Tõnis Saarts: A crisis to define a decade ({{contentCtrl.commentsTotal}})

Tõnis Saarts.
Tõnis Saarts. Source: ERR

The effects of the current crisis will stay with us for a decade, reshaping the lines of force on the political landscape and attitudes in society both in Estonia and the world, political scientist Tõnis Saarts says on Vikerraadio's daily comment.

Just like the financial crisis of 2008 and the Bronze Night that preceded it shaped the face and lines of force of Estonian politics for almost the entire decade after, so will the coronavirus crisis lay down the prevalent political mentality for the following decade, complete with winners and losers on the political landscape.

There are largely two choices – 2020 will either become the triumph of conservatives promoting national reticence or the euphoria of surviving the crisis will swing the pendulum back to favor forces looking to return to openness.

In the first case, the coming decade would be shaped by the Conservative People's Party (EKRE) and the now more conservative Center Party after building up a healthy stockpile of credit from the people by successfully solving the current crisis. In the second, we would see the forceful return of the Reform Party at the 2023 elections at the latest.

The dream of right-wing populists

As things stand, the government's and especially EKRE's project for closeness and national conservatism stands to pick up so much momentum as to be very difficult for liberals to thwart in the future.

Journalist Vilja Kiisler recently described the situation as a dream for right-wing populists on the "Olukorrast riigis" radio show:

Borders will be closed, free movement will be restricted, with immigration pressure nearing zero; the European Union has collectively demonstrated its inability (so as not to say uselessness) to address such challenges; national sovereignty rears its head again; the government, wielding their mandate from the people, takes special measures with the people's silent approval and will likely be forgiven for slight authoritarian exaggeration; true national solidarity surfaces, where the people and the government become a single body of nation…

What we are seeing, then, is the unexpected realization of the social model proposed by EKRE the core message of which is that Estonia needs to be protected from the harmful effects of the globalizing world at all costs and where proud isolation is the right path…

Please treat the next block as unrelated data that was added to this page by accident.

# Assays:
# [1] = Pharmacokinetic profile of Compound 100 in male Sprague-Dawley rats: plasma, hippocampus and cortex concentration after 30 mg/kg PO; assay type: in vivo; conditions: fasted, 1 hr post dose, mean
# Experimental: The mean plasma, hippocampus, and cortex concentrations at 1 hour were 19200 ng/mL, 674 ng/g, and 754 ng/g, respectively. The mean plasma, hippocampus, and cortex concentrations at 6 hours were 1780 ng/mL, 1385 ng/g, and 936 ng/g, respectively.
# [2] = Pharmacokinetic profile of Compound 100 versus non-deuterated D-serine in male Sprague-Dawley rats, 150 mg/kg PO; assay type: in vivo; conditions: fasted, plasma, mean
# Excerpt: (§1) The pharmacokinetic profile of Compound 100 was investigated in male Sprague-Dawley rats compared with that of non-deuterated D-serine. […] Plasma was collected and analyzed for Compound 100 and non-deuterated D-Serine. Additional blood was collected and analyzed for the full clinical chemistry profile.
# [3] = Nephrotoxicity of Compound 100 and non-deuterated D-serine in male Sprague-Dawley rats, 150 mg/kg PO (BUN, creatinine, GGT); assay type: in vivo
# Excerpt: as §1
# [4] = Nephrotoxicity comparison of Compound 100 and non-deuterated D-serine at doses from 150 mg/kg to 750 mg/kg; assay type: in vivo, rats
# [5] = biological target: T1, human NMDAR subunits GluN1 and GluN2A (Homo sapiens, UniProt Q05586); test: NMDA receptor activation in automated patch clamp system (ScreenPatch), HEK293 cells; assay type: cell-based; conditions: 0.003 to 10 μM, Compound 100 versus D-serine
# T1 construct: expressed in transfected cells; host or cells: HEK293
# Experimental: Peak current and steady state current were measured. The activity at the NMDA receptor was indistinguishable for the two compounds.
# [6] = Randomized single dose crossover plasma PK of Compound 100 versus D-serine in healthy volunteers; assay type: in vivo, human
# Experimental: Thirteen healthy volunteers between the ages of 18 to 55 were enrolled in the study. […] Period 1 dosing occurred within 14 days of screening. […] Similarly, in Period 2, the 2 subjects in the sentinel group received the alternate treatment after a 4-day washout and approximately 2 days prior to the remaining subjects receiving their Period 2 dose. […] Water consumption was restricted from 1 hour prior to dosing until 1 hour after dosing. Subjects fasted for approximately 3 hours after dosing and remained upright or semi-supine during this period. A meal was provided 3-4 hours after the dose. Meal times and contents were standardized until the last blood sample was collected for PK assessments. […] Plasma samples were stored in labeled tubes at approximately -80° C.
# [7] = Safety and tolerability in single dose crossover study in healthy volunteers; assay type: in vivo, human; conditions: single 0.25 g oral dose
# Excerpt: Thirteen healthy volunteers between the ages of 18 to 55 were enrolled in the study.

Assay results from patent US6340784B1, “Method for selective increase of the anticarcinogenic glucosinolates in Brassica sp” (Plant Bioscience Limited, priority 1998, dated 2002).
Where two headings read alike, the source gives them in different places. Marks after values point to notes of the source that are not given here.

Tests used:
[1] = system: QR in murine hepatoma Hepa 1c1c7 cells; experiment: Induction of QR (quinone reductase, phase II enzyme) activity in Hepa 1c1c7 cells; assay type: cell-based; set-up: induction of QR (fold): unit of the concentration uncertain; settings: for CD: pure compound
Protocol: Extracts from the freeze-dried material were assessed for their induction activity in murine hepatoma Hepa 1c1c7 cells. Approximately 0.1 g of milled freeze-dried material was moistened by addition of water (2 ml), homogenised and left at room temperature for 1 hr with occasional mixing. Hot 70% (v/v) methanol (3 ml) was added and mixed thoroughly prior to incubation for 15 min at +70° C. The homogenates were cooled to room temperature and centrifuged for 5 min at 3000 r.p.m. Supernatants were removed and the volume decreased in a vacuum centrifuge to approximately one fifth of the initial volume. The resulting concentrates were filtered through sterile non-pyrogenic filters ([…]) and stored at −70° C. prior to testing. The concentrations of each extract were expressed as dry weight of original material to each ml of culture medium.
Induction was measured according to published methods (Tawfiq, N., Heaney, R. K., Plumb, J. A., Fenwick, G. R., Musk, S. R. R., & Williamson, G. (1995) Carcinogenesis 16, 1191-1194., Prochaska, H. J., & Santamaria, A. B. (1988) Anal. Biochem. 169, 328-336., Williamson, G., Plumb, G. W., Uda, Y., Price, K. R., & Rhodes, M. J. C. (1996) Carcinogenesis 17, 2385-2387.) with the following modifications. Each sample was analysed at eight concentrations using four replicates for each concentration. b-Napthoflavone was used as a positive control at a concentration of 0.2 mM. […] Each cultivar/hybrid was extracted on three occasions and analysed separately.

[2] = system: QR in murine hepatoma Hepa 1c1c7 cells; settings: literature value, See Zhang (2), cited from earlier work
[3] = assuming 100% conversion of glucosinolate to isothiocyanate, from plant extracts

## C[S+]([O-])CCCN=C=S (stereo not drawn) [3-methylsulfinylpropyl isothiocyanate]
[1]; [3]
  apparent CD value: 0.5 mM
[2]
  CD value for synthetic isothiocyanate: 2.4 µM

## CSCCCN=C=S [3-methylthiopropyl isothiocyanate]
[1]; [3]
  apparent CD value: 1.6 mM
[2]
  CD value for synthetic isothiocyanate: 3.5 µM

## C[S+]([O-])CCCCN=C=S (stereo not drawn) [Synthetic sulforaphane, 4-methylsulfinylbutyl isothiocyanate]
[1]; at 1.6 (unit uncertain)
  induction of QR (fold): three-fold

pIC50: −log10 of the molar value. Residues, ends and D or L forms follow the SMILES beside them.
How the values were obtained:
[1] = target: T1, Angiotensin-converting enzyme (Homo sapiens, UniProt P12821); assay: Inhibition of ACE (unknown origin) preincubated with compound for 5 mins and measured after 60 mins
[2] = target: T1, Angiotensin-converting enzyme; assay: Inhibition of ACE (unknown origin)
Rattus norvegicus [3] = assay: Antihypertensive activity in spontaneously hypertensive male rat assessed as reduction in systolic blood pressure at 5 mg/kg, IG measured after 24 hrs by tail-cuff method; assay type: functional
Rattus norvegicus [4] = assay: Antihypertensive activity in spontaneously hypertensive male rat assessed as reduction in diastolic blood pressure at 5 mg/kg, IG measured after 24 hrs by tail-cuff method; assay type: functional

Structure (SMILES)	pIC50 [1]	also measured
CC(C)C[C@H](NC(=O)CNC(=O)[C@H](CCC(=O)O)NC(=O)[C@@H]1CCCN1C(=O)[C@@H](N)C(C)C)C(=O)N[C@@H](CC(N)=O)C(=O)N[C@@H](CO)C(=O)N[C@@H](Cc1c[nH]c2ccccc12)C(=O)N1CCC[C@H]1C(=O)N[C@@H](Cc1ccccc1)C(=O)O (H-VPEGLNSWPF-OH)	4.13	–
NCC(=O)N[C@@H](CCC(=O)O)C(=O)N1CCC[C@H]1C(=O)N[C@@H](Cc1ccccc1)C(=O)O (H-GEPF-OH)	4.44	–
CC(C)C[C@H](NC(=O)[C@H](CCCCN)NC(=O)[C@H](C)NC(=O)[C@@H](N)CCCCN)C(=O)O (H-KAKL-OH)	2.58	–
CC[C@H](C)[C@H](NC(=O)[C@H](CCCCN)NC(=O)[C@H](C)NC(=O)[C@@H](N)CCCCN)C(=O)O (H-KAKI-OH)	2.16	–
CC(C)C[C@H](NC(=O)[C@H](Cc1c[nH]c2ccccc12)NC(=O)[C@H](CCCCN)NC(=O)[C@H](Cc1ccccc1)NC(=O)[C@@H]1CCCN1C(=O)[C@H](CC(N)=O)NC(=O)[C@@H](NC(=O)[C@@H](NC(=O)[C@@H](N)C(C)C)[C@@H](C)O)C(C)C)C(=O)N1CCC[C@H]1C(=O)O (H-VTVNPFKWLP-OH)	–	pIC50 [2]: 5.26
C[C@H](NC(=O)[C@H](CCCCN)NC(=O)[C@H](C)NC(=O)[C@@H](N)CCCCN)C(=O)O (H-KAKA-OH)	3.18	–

Why should EKRE, Isamaa and the Center Party, that will likely have become far more conservative by the time this crisis is over, turn back in full all recent government decisions and return to the previously liberal social order promoting global openness?

What is more, the government seems much better prepared to combat the recession to follow the outbreak of the coronavirus than past governments of the Reform Party were in terms of meeting the financial crisis of 2008-2011.

Governments have access to loan markets, meaning that instead of a "crocodile committee" preaching austerity, it is possible to create committees tasked with stimulating different sectors, which is a much more pleasant pastime.

A relatively small and well-digitized economy like that of Estonia that only recently experienced a minor economic boom will likely adjust to this latest crisis more quickly than others that largely depend on mass production or tourism.

Jüri Ratas' patient and compromise-oriented style and keen ability to learn from past mistakes will likely ensure all manner of crisis measures broader public support than was imaginable during the time of the "infallible" Reform Party governments etc.

In this light, it is hardly possible to overestimate the importance of the question recently asked by Anvar Samost: "How much of our freedoms will still be intact by the end of the year?"

This is only the beginning of the crisis

On the other hand, we must keep in mind that this is only the beginning. No one knows how long direct effects of the epidemic will last nor how serious the recession to follow will be.

Looking at the current government, I have much less faith in them managing the economic crisis than I do when it comes to the coronavirus epidemic. The government's reins are held by politicians who prefer to engage in identity politics instead of addressing economic issues and who are more or less direct in saying that they've had it with all manner of experts trying to tell the government what to do.

However, it is not out of the question that liberal instincts will awaken in Isamaa and Center toward the end of the crisis and EKRE's "dream model" will be reversed.

Finally, it is also not unlikely that the government after taking authoritarian crisis measures too far and largely failing to manage the ensuing economic crisis will draw the ire of the people and the pendulum will swing back toward forces seeking openness and liberal approach.

No one yet knows which of these scenarios is the more likely. And it is too soon for forecasts. But one thing is clear – the effects of this crisis will stay with us for the entire decade, considerably reshaping political lines of force and social attitudes in Estonia and the world.

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Editor: Marcus Turovski

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